They understand what the others are going through.
“I think that we have to uplift other parents and not tear each other down,” Lori Wathen said. She is the PTA president at Robin Hill Public School in Norman, where her son, Reis, is a second-grader.
Reis, 9, has Down syndrome and is thriving in his second-grade class with typical students.
“We take so much pride and so much joy in those smaller accomplishments because it takes our kids longer to get there,” she said.
Wathen rejoiced recently when Reis finally graduated from pullup diapers to big boy pants. Her peer parents told her it would happen, but Wathen had been worried.
A tight-knit community
Since the day Reis was unexpectedly born with Down syndrome, Wathen said she’s immersed herself in the local community of parents of children with disabilities.
She is the historian for Down Syndrome Association of Central Oklahoma (DASCO) and has worked for the last three years at Sooner Success, an organization that provides information and resources to families raising a child with a disability. She also coordinates “Sib Shops” in which siblings of children with special needs can meet other kids in similar situations.
“I feel like in this position I am able to give back to what was given to me when Reis was born,” she said.
When Reis was born, another mother immediately came to Wathen’s side to offer support and information. That mother was Lisa Hancock, of southwest Oklahoma City, who then was a neonatal nurse at Norman Regional Hospital. Hancock has two daughters in their 20s — Heather, 28, has Down syndrome and Jennifer, 25, is typical.
“Special needs parents want to help each other. We want to share information,” Hancock said.
The dynamic between typical parents versus special needs parents is “just different,” she said.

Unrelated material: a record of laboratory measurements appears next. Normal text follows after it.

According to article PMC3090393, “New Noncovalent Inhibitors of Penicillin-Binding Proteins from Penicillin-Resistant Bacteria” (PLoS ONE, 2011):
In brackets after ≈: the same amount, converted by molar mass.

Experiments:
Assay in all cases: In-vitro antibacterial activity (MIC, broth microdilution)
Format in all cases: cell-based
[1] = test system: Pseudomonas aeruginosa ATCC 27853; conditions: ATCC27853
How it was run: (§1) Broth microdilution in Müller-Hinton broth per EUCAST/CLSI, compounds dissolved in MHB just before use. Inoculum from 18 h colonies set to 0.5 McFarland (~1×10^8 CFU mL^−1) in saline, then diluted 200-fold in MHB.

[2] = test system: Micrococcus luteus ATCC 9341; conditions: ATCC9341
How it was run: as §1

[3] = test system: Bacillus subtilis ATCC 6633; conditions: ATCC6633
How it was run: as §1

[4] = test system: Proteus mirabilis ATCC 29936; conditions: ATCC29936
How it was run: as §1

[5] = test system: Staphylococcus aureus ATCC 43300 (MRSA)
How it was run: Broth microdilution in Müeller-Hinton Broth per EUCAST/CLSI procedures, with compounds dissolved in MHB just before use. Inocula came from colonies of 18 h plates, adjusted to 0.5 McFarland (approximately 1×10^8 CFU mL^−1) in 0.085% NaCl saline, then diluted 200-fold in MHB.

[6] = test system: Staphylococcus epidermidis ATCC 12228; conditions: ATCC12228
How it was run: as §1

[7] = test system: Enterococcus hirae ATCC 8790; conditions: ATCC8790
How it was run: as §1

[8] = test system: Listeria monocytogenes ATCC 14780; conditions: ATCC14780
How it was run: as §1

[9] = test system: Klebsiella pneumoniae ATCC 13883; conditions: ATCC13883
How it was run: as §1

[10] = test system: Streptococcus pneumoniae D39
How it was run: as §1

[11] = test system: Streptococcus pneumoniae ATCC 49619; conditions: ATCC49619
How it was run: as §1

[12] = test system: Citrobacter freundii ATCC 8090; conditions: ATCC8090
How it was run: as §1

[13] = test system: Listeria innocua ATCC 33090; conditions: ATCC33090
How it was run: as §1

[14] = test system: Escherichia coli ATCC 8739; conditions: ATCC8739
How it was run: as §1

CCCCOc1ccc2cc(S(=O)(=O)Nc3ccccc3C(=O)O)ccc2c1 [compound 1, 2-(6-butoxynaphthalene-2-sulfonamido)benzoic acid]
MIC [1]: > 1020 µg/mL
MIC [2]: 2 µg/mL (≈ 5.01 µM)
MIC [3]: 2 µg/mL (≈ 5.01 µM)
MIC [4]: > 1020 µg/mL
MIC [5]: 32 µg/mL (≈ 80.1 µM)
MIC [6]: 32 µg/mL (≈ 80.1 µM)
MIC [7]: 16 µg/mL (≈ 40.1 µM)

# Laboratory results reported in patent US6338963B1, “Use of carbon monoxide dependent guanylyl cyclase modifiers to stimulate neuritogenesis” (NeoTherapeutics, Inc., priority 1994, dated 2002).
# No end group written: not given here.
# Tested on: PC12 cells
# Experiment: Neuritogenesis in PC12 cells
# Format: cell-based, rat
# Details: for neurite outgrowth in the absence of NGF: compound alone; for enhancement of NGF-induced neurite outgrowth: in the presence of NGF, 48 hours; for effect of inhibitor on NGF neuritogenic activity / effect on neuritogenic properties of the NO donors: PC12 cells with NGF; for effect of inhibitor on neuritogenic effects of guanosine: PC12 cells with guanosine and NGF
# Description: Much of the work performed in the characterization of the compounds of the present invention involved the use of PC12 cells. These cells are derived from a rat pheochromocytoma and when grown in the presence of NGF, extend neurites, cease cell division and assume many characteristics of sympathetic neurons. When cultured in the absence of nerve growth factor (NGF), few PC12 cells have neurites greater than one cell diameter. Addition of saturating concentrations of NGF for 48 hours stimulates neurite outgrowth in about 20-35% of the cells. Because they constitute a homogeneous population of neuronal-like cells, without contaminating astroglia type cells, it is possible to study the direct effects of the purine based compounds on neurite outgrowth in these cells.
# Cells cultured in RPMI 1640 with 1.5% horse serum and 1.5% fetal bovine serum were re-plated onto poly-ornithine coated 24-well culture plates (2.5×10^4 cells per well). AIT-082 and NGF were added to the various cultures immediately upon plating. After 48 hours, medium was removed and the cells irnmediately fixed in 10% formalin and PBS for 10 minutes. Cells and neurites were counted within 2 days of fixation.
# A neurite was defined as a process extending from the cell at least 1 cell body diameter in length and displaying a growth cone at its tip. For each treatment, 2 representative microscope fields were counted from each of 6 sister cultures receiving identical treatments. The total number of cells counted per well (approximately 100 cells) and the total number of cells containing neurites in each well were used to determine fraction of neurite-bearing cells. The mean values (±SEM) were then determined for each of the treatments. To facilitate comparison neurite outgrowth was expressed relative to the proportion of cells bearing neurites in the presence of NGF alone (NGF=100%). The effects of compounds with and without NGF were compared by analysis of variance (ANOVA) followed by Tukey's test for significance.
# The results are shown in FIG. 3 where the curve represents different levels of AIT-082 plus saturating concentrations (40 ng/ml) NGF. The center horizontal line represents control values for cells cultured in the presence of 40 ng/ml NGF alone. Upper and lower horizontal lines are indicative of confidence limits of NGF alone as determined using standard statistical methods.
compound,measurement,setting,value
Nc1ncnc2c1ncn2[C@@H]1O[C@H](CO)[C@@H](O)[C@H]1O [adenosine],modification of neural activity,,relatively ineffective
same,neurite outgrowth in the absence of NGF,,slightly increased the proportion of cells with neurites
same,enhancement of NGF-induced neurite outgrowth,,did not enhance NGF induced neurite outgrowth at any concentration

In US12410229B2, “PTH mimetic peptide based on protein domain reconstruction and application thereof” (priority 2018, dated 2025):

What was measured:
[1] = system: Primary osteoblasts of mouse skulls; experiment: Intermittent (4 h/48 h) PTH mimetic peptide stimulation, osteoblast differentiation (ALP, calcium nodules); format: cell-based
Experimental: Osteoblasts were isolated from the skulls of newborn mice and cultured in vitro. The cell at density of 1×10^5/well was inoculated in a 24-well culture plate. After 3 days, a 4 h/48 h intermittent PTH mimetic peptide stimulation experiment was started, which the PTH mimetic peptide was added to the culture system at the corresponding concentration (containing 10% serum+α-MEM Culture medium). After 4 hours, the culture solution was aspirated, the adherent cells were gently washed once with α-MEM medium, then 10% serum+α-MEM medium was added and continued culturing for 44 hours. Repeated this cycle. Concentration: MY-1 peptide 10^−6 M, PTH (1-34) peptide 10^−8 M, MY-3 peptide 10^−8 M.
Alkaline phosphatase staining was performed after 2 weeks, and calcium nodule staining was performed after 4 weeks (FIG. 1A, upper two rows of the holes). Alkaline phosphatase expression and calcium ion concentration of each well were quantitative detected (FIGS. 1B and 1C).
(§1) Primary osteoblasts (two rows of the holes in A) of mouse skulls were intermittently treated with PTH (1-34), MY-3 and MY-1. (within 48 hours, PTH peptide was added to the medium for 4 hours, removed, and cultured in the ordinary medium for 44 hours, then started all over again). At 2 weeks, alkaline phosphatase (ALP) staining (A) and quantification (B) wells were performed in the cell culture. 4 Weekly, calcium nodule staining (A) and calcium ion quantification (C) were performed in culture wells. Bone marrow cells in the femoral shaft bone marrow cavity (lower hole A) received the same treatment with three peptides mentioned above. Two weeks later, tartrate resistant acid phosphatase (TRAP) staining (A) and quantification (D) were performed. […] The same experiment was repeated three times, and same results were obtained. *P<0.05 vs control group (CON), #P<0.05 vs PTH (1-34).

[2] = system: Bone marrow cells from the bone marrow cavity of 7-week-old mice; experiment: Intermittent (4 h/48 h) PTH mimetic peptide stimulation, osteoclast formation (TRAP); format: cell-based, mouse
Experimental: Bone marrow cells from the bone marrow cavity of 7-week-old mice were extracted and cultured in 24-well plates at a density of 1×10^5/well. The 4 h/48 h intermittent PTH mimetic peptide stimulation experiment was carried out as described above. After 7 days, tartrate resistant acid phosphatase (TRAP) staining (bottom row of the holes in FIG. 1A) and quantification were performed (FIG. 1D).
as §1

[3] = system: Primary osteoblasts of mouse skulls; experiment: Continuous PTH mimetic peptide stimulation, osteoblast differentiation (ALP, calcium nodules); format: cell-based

“I think sometimes parents of children without disabilities might withhold information because it might give someone else an edge.”
Parents of typical children tend to be more competitive with each other than special needs parents, Hancock said.
Of course, not all parents of typical children have this attitude, but it is more prevalent among parents of typical kids than parents of kids with disabilities, she said.
“We’re out there to help each other navigate through,” Wathen said. “We want to make life better for each other.”
“We want to have small moments of triumphs and gifts,” Totten said.
Finding the gift in every day, even if it was a tough day, was what got Totten started writing her blog.
“If it’s a tough day, we want to be able to find the good in it.”
Lessons for all
What can parents of typical kids learn from parents of special needs kids?
“I think as women and mothers, we need to come from a place of sisterhood,” Totten said.
Don’t take corners and fight over parenting styles, she advises.
Identify the things that are really important to you as a parent and let other parents do the same.
“We don’t sweat the small stuff,” Wathen adds. “We have bigger things to worry about rather than if we’re breast-feeding for too long or whatever.”
“There’s a lot of big stuff you need the energy to battle. Pick your battles. Some things aren’t even worth fighting for.”